Why is the raven most common on the shores of harbours, or near great rivers?

Because animal substances, its food, are more frequently to be met with there, than in inland places. In Greenland and Iceland, where putrescent fishy substances abound, they appear to be almost domesticated.

Why is the raven one of the chosen birds of superstition?

Because of its supposed longevity, its frequent mention and agency in holy writ; the obscure knowledge we possess of its powers and motives ; and the gravity of its deportment, like an " all-knowing bird," which has acquired for it, from very remote periods, the veneration of mankind. The changes in our manners and ideas, in respect to many things, have certainly deprived them of much of this reverence; yet the almost supernatural information which they obtain of the decease, or approaching dissolution, of an animal, claims still some admiration for them. This supposed faculty of " smelling death" formerly rendered their presence, or even their voice, ominous to all, as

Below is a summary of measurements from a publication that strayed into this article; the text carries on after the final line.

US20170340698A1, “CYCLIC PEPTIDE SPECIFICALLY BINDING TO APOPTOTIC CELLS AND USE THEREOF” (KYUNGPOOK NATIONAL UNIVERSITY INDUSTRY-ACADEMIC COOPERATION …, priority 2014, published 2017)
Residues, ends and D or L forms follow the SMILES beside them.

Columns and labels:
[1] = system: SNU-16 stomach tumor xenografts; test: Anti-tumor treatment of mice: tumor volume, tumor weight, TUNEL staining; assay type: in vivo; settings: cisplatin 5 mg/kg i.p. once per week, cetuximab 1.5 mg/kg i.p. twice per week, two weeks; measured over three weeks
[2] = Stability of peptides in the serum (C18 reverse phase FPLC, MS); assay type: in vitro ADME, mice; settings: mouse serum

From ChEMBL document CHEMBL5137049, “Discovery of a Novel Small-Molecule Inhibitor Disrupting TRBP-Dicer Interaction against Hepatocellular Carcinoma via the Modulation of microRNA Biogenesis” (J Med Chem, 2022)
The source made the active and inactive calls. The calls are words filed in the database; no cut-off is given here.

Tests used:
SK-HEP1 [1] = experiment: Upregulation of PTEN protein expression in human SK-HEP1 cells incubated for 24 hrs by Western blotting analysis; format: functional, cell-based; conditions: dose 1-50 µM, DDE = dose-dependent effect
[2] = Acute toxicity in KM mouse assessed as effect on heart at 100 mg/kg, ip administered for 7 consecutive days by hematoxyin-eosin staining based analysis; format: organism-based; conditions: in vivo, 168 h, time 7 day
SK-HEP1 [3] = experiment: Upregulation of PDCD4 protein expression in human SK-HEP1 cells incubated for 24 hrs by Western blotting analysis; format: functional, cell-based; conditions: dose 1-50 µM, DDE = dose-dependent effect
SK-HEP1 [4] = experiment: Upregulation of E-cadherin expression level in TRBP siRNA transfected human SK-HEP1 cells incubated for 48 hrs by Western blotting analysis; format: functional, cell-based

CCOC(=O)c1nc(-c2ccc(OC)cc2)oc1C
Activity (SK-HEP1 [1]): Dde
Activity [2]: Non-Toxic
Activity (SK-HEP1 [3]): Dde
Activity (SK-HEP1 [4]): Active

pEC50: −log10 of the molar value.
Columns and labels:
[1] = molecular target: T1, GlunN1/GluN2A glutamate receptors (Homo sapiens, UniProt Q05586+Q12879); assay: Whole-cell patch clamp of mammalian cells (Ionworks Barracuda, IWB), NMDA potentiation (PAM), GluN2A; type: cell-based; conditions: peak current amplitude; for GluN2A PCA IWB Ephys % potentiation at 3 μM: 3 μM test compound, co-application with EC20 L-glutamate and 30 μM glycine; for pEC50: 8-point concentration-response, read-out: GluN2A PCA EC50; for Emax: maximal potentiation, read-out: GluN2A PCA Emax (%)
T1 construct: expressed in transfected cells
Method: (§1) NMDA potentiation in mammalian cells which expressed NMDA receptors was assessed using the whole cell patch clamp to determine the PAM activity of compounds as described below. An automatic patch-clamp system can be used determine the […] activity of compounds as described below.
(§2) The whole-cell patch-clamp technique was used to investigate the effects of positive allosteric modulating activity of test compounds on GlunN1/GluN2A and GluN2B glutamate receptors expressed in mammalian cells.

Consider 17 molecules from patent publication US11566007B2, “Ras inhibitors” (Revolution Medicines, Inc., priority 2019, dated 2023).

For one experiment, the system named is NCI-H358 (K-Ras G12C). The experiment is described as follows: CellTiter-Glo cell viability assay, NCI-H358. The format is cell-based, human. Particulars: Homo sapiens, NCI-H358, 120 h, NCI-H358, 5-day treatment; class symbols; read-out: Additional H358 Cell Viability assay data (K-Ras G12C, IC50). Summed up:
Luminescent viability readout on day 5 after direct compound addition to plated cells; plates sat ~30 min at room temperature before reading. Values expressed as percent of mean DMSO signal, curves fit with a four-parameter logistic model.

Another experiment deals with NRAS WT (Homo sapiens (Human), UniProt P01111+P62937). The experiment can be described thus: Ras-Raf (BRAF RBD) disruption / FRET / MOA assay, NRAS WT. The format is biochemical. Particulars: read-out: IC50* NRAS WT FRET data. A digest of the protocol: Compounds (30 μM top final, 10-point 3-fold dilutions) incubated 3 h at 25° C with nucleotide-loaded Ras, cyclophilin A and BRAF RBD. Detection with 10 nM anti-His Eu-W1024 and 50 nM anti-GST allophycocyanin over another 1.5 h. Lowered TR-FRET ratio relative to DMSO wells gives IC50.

The hateful messenger of heavy things, Of death and dolour telling; and their unusual harsh croak, still, when illness is in the house, with some timid and affectionate persons, brings old fancies to remembrance, savouring of terror and alarm. - Knapp.

The poets have highly embellished this superstition: Drayton says: The greedy raven, that doth call for death.

and quotes Pliny for his authority. Shakspeare The raven himself is hoarse,

That croaks the fatal entrance of Duncan

Under my battlements. Macbeth.

Sir Walter Scott: All nations have their omens drear,

Their legions of wild woe and fear.

To Cambria look - the peasant see,

Bethink him of Glendowerdy,

And shun " the Spirit's Blasted Tree." - Marmion in the notes to the sixth canto of which are the following lines in a poem by the Rev. George Warrington, entitled ! the Spirit's Blasted Tree."

Three ravens gave the note of death As through mid air they wing'd their way ;

Then o'er his head in rapid flight, They croak - they scent their destined prey.

Ill omen'd bird ! as legends say,

Who hast the wondrous power to know,

While health fills high the throbbing veins, The fated hour when blood must flow .'

Again, Sir Walter Scott: Seems he not Malice, like a ghost That hovers o'er a slaughter'd host ?

Or Raven on the blasted oak That, watching while the deer is broke, His morsel claims with sullen croak.

Lady of the Lake.